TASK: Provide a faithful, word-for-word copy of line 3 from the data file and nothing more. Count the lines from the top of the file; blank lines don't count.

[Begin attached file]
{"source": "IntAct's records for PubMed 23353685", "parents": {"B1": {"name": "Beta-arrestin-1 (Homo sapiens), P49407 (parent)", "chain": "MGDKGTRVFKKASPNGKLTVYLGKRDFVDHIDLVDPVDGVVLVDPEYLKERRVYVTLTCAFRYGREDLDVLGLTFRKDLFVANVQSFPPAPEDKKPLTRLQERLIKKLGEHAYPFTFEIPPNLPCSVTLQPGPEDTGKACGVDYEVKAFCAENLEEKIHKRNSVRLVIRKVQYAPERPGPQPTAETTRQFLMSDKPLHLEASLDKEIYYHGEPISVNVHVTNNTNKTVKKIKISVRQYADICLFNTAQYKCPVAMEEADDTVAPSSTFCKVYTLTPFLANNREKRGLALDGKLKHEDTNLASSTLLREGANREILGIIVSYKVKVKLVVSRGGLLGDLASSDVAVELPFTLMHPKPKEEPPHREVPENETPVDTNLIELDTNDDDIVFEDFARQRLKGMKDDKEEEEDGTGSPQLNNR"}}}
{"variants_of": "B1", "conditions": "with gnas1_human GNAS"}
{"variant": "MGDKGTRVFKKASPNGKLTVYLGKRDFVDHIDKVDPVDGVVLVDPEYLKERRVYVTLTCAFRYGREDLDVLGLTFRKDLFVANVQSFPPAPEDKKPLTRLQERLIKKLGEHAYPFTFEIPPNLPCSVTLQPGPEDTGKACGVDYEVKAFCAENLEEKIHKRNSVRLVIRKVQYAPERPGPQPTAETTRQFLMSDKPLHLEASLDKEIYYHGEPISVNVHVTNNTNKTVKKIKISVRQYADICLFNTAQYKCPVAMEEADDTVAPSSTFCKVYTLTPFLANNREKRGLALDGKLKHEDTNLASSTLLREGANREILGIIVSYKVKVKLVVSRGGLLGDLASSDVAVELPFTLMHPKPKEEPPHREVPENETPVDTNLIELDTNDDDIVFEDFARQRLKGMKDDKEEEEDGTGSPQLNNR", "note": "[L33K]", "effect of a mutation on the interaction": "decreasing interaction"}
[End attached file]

{"variant": "MGDKGTRVFKKASPNGKLTVYLGKRDFVDHIDKVDPVDGVVLVDPEYLKERRVYVTLTCAFRYGREDLDVLGLTFRKDLFVANVQSFPPAPEDKKPLTRLQERLIKKLGEHAYPFTFEIPPNLPCSVTLQPGPEDTGKACGVDYEVKAFCAENLEEKIHKRNSVRLVIRKVQYAPERPGPQPTAETTRQFLMSDKPLHLEASLDKEIYYHGEPISVNVHVTNNTNKTVKKIKISVRQYADICLFNTAQYKCPVAMEEADDTVAPSSTFCKVYTLTPFLANNREKRGLALDGKLKHEDTNLASSTLLREGANREILGIIVSYKVKVKLVVSRGGLLGDLASSDVAVELPFTLMHPKPKEEPPHREVPENETPVDTNLIELDTNDDDIVFEDFARQRLKGMKDDKEEEEDGTGSPQLNNR", "note": "[L33K]", "effect of a mutation on the interaction": "decreasing interaction"}